OPEC output agreement at Algiers: Brent crude rises 6%


Yesterday’s OPEC meeting at Algiers reached an agreement many thought impossible: the cartel has agreed to cut monthly production by 240,000-740,000 b/d from August levels. The new output target is 32.5-33m bpd.

Russia and Saudi Arabia, two of the most powerful players at the OPEC meeting, reached a memorandum of understanding earlier this month at the G20 in China, indicating that they would work together to monitor the global oil market. While this raised hopes of a potential freeze agreement at the Algiers meeting, few were expecting a production cut. OPEC Secretary-General Mohammed Barkindo further dampened expectations by saying that the Algiers meeting would be informal, used for discussions, “not making decisions.

Instead, on Wednesday the leaders of OPEC decided to formalise the Algiers meeting, and made the decision to intervene with a production cut – something we haven’t seen since 2008 in the middle of the GFC. The oil market has responded with an overnight 6% rise in Brent crude, up to $48.85, with big oil producer stocks following suit around the world.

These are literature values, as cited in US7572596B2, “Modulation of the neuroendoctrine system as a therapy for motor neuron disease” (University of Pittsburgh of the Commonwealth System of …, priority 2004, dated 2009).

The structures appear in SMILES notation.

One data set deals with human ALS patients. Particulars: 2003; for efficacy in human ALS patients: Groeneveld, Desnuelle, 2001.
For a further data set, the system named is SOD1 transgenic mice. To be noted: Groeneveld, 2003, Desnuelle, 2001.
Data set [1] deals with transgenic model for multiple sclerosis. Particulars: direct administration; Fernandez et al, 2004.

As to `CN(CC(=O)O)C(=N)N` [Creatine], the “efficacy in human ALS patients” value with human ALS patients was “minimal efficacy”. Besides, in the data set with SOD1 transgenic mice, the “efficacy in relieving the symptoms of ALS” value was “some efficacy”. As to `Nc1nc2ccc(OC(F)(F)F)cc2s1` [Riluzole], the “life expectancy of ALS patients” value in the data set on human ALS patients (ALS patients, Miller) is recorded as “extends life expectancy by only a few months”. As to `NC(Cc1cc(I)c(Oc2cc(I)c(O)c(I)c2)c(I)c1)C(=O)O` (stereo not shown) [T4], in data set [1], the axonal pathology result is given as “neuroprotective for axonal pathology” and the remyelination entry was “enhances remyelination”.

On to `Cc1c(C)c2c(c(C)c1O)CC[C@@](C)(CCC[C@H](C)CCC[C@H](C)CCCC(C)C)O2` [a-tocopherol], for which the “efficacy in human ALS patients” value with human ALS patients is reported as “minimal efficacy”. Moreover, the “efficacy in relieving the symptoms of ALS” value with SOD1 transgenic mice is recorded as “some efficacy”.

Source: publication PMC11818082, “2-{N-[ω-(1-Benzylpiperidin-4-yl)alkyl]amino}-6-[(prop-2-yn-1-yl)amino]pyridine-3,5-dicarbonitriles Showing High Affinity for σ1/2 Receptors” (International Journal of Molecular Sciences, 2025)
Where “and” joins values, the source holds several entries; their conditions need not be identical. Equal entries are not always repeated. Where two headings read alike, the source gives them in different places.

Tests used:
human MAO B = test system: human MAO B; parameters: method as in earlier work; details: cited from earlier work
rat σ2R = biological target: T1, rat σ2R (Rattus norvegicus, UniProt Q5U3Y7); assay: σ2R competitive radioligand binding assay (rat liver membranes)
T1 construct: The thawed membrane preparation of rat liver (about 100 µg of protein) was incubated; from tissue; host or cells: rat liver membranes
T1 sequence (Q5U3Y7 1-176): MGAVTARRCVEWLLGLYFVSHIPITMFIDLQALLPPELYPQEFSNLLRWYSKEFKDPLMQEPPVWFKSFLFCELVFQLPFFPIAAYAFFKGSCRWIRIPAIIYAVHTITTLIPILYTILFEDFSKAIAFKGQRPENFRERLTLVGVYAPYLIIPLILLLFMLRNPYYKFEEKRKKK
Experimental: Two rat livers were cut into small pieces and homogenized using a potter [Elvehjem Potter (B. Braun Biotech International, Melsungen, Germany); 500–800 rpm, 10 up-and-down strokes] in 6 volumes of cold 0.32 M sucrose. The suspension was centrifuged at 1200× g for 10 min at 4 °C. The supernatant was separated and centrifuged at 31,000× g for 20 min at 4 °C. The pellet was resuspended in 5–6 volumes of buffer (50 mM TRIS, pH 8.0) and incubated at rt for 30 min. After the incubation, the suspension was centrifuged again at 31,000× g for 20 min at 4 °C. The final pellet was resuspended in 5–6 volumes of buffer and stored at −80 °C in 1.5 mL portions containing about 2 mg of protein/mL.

While it isn’t clear how exactly OPEC’s cuts will happen and who will be responsible for them, Saudi Arabia brought a more judicious approach to the table than it has in the past. Though Saudi officials maintain a production freeze in Iran as a deal-breaker, they have indicated that countries with a history of output issues like Libya, Nigeria and Iran, would not be as strictly bound to production cuts.

The coming weeks will tell how viable the agreement is, as discussions continue with member states around specific numbers and how OPEC plans to implement and enforce the agreement. For a lasting lift in oil prices, the cut would need to be at the highest end of the nominated range, an ambitious target which would see Saudi Arabia taking the majority of reductions – a position which might test the nation’s newfound even-handedness.


Rigforce communications are intended to provide general information and commentary and should not be taken as professional or legal advice.

Posted by Alastair Haldane